Tribute to Paul Bowles In Tangier

TALIM cover programa homenaje P. Bowles After 5 days of readings, exhibits, concerts, and walkabouts, Tangier's week in Homage to Paul Bowles has come to an end.

Though most of the events were attended largely by a strongly European cultural crowd, it started and ended with programs well-attended by young Moroccans.

"Every Reader Is a Translator," held at the Tangier School of Translation, had a capacity crowd of students, many of whom asked very pertinent questions of the panel of eminent translators of Paul Bowles works (Claude Nathalie Thomas into French, Nicole d'Amonville Alegria, Spanish).  As panelist Umberto Pasti said, Bowles – with his knowledge of French, Spanish, and Moroccan Arabic – was the antithesis of the Orientalist. Translating his works required so much more than finding le mot juste; you had to know the back story.  What was the character's mind set, what does Bowles want to infer?  Claude Nathalie Thomas wrote about her work with Bowles in this intriguing essay, "A Translator's Experience."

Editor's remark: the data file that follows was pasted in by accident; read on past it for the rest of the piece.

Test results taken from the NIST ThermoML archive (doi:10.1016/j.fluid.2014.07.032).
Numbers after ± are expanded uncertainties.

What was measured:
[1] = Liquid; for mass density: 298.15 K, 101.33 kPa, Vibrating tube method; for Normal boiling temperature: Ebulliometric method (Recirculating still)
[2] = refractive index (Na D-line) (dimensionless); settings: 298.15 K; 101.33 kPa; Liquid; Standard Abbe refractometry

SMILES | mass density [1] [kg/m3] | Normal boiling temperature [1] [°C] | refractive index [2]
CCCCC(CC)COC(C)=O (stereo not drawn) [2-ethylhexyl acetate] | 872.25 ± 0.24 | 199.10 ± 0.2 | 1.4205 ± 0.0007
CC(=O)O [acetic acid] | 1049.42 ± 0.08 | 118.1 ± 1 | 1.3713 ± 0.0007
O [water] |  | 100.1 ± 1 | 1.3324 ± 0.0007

And on closing night, Tangier's wonderful Cinémathèque featured the first public showing of a work-in-progress, Karim Debbagh's "Creating a Legend." Bowles stalwarts might flinch at this often critical look at the local legend, which is heavy on the writer's last days, and doesn't pretend to be literary.  Its merit is showing the sometimes fraught relationship with the Moroccans closest to Bowles, though the viewer is left with the queasy feeling that they are capitalizing on their former connections to the great man.  Again, the Cinémathèque cornered the youth market.

In between, Tangier was treated to a world-class reading of a Bowles short story in French translation ("L'education de Malika"), a concert of his Spanish songs, and TALIM's showcasing of his recordings of Moroccan traditional music for the Library of Congress.  Interspersed with book signings and theater productions.  Paul Bowles was prolific, and his talents many.

Seeing several documentaries on his long life in Tangier, interviews where Bowles speaks for himself, and listening to his narration of his stories and his music wafting over the Legation courtyard, I have a much better sense of this unique 20th century figure.  I come out of Centenary Week with great respect for this Renaissance Man, this American in Tangier.

Gerald Loftus

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